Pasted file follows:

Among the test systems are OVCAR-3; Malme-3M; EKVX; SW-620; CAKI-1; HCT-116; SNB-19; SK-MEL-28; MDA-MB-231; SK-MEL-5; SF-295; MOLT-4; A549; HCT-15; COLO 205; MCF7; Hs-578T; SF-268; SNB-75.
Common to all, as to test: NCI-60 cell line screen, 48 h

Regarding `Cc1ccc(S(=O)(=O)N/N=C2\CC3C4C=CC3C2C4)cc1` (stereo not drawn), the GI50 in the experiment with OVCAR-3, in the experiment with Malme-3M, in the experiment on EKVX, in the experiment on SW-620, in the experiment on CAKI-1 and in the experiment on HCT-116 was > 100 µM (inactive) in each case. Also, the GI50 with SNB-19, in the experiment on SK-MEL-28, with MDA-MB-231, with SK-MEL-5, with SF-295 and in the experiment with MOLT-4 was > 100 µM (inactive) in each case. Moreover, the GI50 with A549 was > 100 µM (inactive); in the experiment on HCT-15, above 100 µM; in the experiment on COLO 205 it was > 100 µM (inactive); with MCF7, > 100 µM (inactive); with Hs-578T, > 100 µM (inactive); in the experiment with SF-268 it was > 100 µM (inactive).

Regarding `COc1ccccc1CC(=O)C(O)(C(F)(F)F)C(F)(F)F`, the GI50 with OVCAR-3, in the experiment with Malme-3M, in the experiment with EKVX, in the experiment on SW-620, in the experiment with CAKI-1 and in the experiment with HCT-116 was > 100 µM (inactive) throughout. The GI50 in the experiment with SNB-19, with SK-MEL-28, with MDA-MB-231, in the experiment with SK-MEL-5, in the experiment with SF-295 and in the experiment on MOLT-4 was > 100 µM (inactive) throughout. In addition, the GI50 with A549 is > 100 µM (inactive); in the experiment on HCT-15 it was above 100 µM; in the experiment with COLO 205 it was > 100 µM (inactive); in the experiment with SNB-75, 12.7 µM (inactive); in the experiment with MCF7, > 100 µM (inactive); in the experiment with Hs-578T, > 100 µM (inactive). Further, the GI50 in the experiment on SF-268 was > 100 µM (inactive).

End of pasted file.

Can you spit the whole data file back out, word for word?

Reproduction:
Among the test systems are OVCAR-3; Malme-3M; EKVX; SW-620; CAKI-1; HCT-116; SNB-19; SK-MEL-28; MDA-MB-231; SK-MEL-5; SF-295; MOLT-4; A549; HCT-15; COLO 205; MCF7; Hs-578T; SF-268; SNB-75.
Common to all, as to test: NCI-60 cell line screen, 48 h

Regarding `Cc1ccc(S(=O)(=O)N/N=C2\CC3C4C=CC3C2C4)cc1` (stereo not drawn), the GI50 in the experiment with OVCAR-3, in the experiment with Malme-3M, in the experiment on EKVX, in the experiment on SW-620, in the experiment on CAKI-1 and in the experiment on HCT-116 was > 100 µM (inactive) in each case. Also, the GI50 with SNB-19, in the experiment on SK-MEL-28, with MDA-MB-231, with SK-MEL-5, with SF-295 and in the experiment with MOLT-4 was > 100 µM (inactive) in each case. Moreover, the GI50 with A549 was > 100 µM (inactive); in the experiment on HCT-15, above 100 µM; in the experiment on COLO 205 it was > 100 µM (inactive); with MCF7, > 100 µM (inactive); with Hs-578T, > 100 µM (inactive); in the experiment with SF-268 it was > 100 µM (inactive).

Regarding `COc1ccccc1CC(=O)C(O)(C(F)(F)F)C(F)(F)F`, the GI50 with OVCAR-3, in the experiment with Malme-3M, in the experiment with EKVX, in the experiment on SW-620, in the experiment with CAKI-1 and in the experiment with HCT-116 was > 100 µM (inactive) throughout. The GI50 in the experiment with SNB-19, with SK-MEL-28, with MDA-MB-231, in the experiment with SK-MEL-5, in the experiment with SF-295 and in the experiment on MOLT-4 was > 100 µM (inactive) throughout. In addition, the GI50 with A549 is > 100 µM (inactive); in the experiment on HCT-15 it was above 100 µM; in the experiment with COLO 205 it was > 100 µM (inactive); in the experiment with SNB-75, 12.7 µM (inactive); in the experiment with MCF7, > 100 µM (inactive); in the experiment with Hs-578T, > 100 µM (inactive). Further, the GI50 in the experiment on SF-268 was > 100 µM (inactive).